4 cups (2 pints) heavy cream
1/2 teaspoon salt

For best results your cream should be about 60 degrees F when you begin. If it's too warm, your butter will be soft and won't keep well; if it's too cold, your butter will never form.

In a mixer fitted with the paddle, process the cream until it turns to fine, solid pieces. It will go through several processes to get to this point, from frothy to soft whipped cream to coarse whipped cream to solid bits, and the color will change from off white to pale yellow. This can take anywhere from 5 to 15 minutes.

Let the butter stand about 5 minutes. The liquid, called buttermilk, will separate from the butter during this time. Set a fine meshed sieve over a medium bowl. Scrape the butter mixture into the strainer and let the buttermilk strain. Strain the buttermilk again through a fine meshed sieve and save for another use if desired.

Transfer the butter to a colander and knead it with a wooden spoon, potato masher, or two forks to remove excess water and blend granules. Pour off the water occasionally, and continue kneading until most of the water has been removed and the butter becomes firmer. This will take about 10 minutes. Mix in salt; this will help retard spoilage as well as add flavor. Keep working until the butter is dense and creamy and all liquid has been worked out, about 10 minutes.

You can form the butter into any shape you wish at this stage: You can make it a simple block or press it into ramekins or molds. When your done wrap the butter in wax paper and keep it in the refrigerator.

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Tuesday, April 13, 2010

Peach Glazed Ham

I made this for Easter Sunday. Ham is a tradition in our house on Easter. We usually buy the spiral cut ham and use the sticky glaze that sort of just runs off the ham when applied so I was very interested in this recipe from Cooks Country. The original recipe called for Peach Schnapps which we didn't have on hand so I just left it out.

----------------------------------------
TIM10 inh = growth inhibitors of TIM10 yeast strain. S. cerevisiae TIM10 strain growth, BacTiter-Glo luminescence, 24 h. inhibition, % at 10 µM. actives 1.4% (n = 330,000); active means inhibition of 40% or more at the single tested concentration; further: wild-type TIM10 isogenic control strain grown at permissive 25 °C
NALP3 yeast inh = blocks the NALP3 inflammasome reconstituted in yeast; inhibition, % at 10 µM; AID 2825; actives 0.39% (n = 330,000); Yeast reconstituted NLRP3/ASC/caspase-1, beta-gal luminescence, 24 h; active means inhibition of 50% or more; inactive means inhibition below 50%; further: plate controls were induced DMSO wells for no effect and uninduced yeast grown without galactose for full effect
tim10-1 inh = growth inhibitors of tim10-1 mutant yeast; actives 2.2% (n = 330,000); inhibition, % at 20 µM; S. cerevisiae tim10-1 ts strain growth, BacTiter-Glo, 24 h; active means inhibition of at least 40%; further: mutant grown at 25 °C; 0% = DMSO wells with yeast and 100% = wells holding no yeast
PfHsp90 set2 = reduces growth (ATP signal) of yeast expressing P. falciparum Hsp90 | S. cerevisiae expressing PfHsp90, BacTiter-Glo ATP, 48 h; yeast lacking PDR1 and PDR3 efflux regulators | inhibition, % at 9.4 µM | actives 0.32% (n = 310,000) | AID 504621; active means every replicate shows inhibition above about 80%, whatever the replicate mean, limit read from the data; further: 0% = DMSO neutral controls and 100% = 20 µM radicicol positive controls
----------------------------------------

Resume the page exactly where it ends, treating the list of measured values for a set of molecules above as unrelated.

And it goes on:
Peach Glazed Ham
Cooks Country April/May 2010

1 (7 to 10 lb) spiral sliced bone in ham
1 (12 oz) jar peach perserves
3/4 cup packed light brown sugar
1/8 teaspoon cayenne pepper
2 tablespoons unsalted butter
1/2 teaspoon dry mustard
1/8 teaspoon cayenne pepper

Remove ham from packaging and discard plastic disk covering bone. Place ham in oven bag. Tie closed and cut 4 (2 inch) slits in top of bag. Transfer bagged ham to large roasting pan and let stand at room temperature for 1 1/2 hours.

Adjust oven rack to lowest position and heat oven to 300 degrees. Bake ham until internal temperature registers 100 degrees, 1 1/2 to 2 1/2 hours.

Meanwhile, bring peach preserves, 1/2 cup brown sugar, and 1/8 teaspoon cayenne pepper to a boil in a saucepan. Reduce heat to low and simmer, stirring often, until mixture is very thick and reduced to 1/3 cup, about 45 minutes. Off heat, whisk in butter.

Combine remaining brown sugar and cayenne pepper with the dry mustard in a small bowl. Remove ham from oven and let cool for 5 minutes. Increase oven temperature to 400 degrees. Cut open oven bag and roll back. Using a pastry brush, paint ham with glaze. Carefully press sugar mixture onto exterior of ham with hands. Return to oven and bake until dark brown and caramelized, about 20 minutes. Transfer ham to cutting board, loosely tent with foil, and rest 15 minutes.

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Sunday, April 11, 2010

Grilled Ham and Cheese

I love a little local diner called The Burger Stop. It's a cute little place done in a 50's theme and they have old car shows throughout the summer. However my favorite thing about this place is the grilled ham and cheese sandwich they have. Its the perfect blend of flavors and is just plain good. However driving over and dropping $25 every time I get a craving for this sandwich gets to be expensive and a time killer. So I've worked on making it on my own and think I've finally perfected it.

Grilled Ham and Cheese

2 slices bread, I prefer wheat or sourdough but white works too
1 tablespoon mayo, I use Best Foods but you could probably sub whatever you have or like
2 teaspoons honey mustard
2 slices of tomato
4 pickles slices
about a palm's worth of shredded lettuce
butter, to spread on the bread
about 3 ounces deli ham, I get my deli meat shaved so you may need more or less depending on how you get your meat sliced
2 slices deli cheddar cheese, I also like using horseradish cheddar
garlic salt

To assemble and cook:
Butter one side of each piece of bread and sprinkle with garlic salt.
Place butter side down on griddle or nonstick frying pan, heated over medium heat.
Add one slice cheese, ham, pickles, tomato, lettuce, and remaining slice of cheese.